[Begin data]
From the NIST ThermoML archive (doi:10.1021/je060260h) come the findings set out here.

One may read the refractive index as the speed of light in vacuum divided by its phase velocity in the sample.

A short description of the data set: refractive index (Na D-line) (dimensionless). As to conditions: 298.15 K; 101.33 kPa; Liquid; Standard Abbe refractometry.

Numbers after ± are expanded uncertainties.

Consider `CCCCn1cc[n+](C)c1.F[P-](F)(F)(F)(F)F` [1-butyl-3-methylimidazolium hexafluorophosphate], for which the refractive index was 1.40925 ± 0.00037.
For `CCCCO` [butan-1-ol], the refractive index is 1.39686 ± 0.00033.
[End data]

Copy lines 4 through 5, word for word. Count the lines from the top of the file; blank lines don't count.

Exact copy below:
Numbers after ± are expanded uncertainties.

Consider `CCCCn1cc[n+](C)c1.F[P-](F)(F)(F)(F)F` [1-butyl-3-methylimidazolium hexafluorophosphate], for which the refractive index was 1.40925 ± 0.00037.